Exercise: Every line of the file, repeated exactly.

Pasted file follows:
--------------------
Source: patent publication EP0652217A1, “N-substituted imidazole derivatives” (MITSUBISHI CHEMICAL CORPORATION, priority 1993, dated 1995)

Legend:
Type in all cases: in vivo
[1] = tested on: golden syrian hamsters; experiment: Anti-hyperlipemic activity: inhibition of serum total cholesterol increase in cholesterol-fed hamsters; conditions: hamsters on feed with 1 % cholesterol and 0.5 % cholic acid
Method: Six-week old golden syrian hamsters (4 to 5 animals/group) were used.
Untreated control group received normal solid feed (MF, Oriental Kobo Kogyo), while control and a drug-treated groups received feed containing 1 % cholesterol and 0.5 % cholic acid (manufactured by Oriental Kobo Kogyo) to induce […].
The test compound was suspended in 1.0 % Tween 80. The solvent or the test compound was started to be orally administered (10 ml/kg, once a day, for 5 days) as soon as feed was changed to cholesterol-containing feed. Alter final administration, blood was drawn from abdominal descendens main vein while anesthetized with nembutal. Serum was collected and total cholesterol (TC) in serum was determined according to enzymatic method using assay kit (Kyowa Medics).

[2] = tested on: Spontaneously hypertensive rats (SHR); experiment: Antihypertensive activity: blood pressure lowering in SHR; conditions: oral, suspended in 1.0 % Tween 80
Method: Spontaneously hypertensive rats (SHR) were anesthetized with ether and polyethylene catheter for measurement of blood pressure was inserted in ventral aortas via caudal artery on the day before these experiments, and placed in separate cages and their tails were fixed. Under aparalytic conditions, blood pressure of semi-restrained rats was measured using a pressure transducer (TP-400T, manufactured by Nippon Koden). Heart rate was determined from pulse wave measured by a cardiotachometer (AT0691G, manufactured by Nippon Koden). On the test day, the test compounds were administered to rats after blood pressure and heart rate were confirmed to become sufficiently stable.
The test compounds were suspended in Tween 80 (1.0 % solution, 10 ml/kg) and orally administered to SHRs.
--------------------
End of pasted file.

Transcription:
Source: patent publication EP0652217A1, “N-substituted imidazole derivatives” (MITSUBISHI CHEMICAL CORPORATION, priority 1993, dated 1995)

Legend:
Type in all cases: in vivo
[1] = tested on: golden syrian hamsters; experiment: Anti-hyperlipemic activity: inhibition of serum total cholesterol increase in cholesterol-fed hamsters; conditions: hamsters on feed with 1 % cholesterol and 0.5 % cholic acid
Method: Six-week old golden syrian hamsters (4 to 5 animals/group) were used.
Untreated control group received normal solid feed (MF, Oriental Kobo Kogyo), while control and a drug-treated groups received feed containing 1 % cholesterol and 0.5 % cholic acid (manufactured by Oriental Kobo Kogyo) to induce […].
The test compound was suspended in 1.0 % Tween 80. The solvent or the test compound was started to be orally administered (10 ml/kg, once a day, for 5 days) as soon as feed was changed to cholesterol-containing feed. Alter final administration, blood was drawn from abdominal descendens main vein while anesthetized with nembutal. Serum was collected and total cholesterol (TC) in serum was determined according to enzymatic method using assay kit (Kyowa Medics).

[2] = tested on: Spontaneously hypertensive rats (SHR); experiment: Antihypertensive activity: blood pressure lowering in SHR; conditions: oral, suspended in 1.0 % Tween 80
Method: Spontaneously hypertensive rats (SHR) were anesthetized with ether and polyethylene catheter for measurement of blood pressure was inserted in ventral aortas via caudal artery on the day before these experiments, and placed in separate cages and their tails were fixed. Under aparalytic conditions, blood pressure of semi-restrained rats was measured using a pressure transducer (TP-400T, manufactured by Nippon Koden). Heart rate was determined from pulse wave measured by a cardiotachometer (AT0691G, manufactured by Nippon Koden). On the test day, the test compounds were administered to rats after blood pressure and heart rate were confirmed to become sufficiently stable.
The test compounds were suspended in Tween 80 (1.0 % solution, 10 ml/kg) and orally administered to SHRs.